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I have a quite big SQLite3 database table with a numeric indexed field on which I have to search for a list of ranges of values. As the numeric values are huge 64-bit numbers, a IN clause would not an option. The queries typically look like this:

SELECT * FROM sometable WHERE ID BETWEEN 10 AND 11 
                           OR ID BETWEEN 20 AND 21 
                           OR ID BETWEEN 30 AND 31;

I have experienced a strange performance limit. With up to 9 BETWEEN terms, the query is extremely fast (ID field is indexed). But starting with 10 terms, the query becomes several orders or magnitude slower! I do not have found any explanation to that limit in the documentation.

I found that the EXPLAIN QUERY PLAN instruction can be used to see the change of behavior. I made my experiments with SQLite 3.7.12 in case that matters.

For the sake of demonstration, let's create a very simple and empty table:

CREATE TABLE sometable(name TEXT, ID INTEGER);
CREATE INDEX id_idx ON sometable (ID ASC);

This query:

EXPLAIN QUERY PLAN SELECT * FROM sometable WHERE ID BETWEEN 10 AND 11 
 OR ID BETWEEN 20 AND 21 OR ID BETWEEN 30 AND 31 OR ID BETWEEN 40 AND 41
 OR ID BETWEEN 50 AND 51 OR ID BETWEEN 60 AND 61 OR ID BETWEEN 70 AND 71
 OR ID BETWEEN 80 AND 81 OR ID BETWEEN 90 AND 91;     

produces that result:

0|0|0|SEARCH TABLE sometable USING INDEX id_idx (ID>? AND ID<?) (~31250 rows)
0|0|0|SEARCH TABLE sometable USING INDEX id_idx (ID>? AND ID<?) (~31250 rows)
0|0|0|SEARCH TABLE sometable USING INDEX id_idx (ID>? AND ID<?) (~31250 rows)
0|0|0|SEARCH TABLE sometable USING INDEX id_idx (ID>? AND ID<?) (~31250 rows)
0|0|0|SEARCH TABLE sometable USING INDEX id_idx (ID>? AND ID<?) (~31250 rows)
0|0|0|SEARCH TABLE sometable USING INDEX id_idx (ID>? AND ID<?) (~31250 rows)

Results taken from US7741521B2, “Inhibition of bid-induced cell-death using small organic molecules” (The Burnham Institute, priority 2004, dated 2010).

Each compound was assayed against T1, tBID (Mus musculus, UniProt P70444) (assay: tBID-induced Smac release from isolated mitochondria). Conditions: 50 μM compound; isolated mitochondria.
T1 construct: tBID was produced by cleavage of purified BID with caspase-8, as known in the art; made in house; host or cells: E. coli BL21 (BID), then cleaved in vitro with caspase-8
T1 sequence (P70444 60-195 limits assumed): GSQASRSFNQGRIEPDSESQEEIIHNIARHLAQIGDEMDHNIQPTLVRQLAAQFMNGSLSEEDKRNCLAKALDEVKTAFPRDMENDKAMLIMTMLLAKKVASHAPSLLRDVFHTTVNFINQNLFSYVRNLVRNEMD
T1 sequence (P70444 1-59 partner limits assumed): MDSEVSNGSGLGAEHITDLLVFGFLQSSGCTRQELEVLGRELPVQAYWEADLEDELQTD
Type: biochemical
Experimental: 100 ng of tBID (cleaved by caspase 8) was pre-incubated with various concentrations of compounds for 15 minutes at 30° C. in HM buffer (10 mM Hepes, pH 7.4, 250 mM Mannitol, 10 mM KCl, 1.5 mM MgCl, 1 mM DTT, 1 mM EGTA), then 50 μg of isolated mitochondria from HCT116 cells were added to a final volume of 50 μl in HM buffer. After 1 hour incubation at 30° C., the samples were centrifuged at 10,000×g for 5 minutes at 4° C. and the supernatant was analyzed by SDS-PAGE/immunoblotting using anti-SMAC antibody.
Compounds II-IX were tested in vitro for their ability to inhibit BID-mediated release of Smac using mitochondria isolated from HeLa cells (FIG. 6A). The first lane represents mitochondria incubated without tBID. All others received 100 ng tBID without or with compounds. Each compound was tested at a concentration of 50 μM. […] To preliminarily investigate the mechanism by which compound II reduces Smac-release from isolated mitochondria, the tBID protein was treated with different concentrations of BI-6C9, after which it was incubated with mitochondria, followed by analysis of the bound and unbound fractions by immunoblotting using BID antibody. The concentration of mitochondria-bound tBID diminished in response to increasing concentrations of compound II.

0|0|0|SEARCH TABLE sometable USING INDEX id_idx (ID>? AND ID<?) (~31250 rows)
0|0|0|SEARCH TABLE sometable USING INDEX id_idx (ID>? AND ID<?) (~31250 rows)
0|0|0|SEARCH TABLE sometable USING INDEX id_idx (ID>? AND ID<?) (~31250 rows)

While that query:

EXPLAIN QUERY PLAN SELECT * FROM sometable WHERE ID BETWEEN 10 AND 11 
 OR ID BETWEEN 20 AND 21 OR ID BETWEEN 30 AND 31 OR ID BETWEEN 40 AND 41
 OR ID BETWEEN 50 AND 51 OR ID BETWEEN 60 AND 61 OR ID BETWEEN 70 AND 71
 OR ID BETWEEN 80 AND 81 OR ID BETWEEN 90 AND 91 OR ID BETWEEN 100 AND 101;

produces that result:

0|0|0|SCAN TABLE sometable (~500000 rows)

SCAN TABLE means that the index is not used and the whole original table is searched, resulting in poor performance.

Is there a way (pragma / compilation switch / trick) to avoid that limit?

share|improve this question
up vote 1 down vote accepted

As you can see, SQLite tries to split up the query into multiple subqueries so that each range can be looked up individually in the index.

However, when there are too many ranges, the query optimizer assumes that the sum of the cost of all the individual subqueries is larger than just going once through the table.

If your ranges contain less than 31250 rows, or if your table has more than 1000000 rows, you can try to use the ANALYZE command to improve the cost estimates.

As a last resort, you can split up the query manually to force separate lookups:

SELECT * FROM sometable WHERE ID BETWEEN 10 AND 11
UNION ALL
SELECT * FROM sometable WHERE ID BETWEEN 20 AND 21
UNION ALL
SELECT * FROM sometable WHERE ID BETWEEN 30 AND 31 
...
share|improve this answer
    
I had tried ANALYZE. It didn't change the query optimizer decision (the number of rows is around 450000). I will try UNION ALL suggestion. – prapin Feb 12 '13 at 11:47

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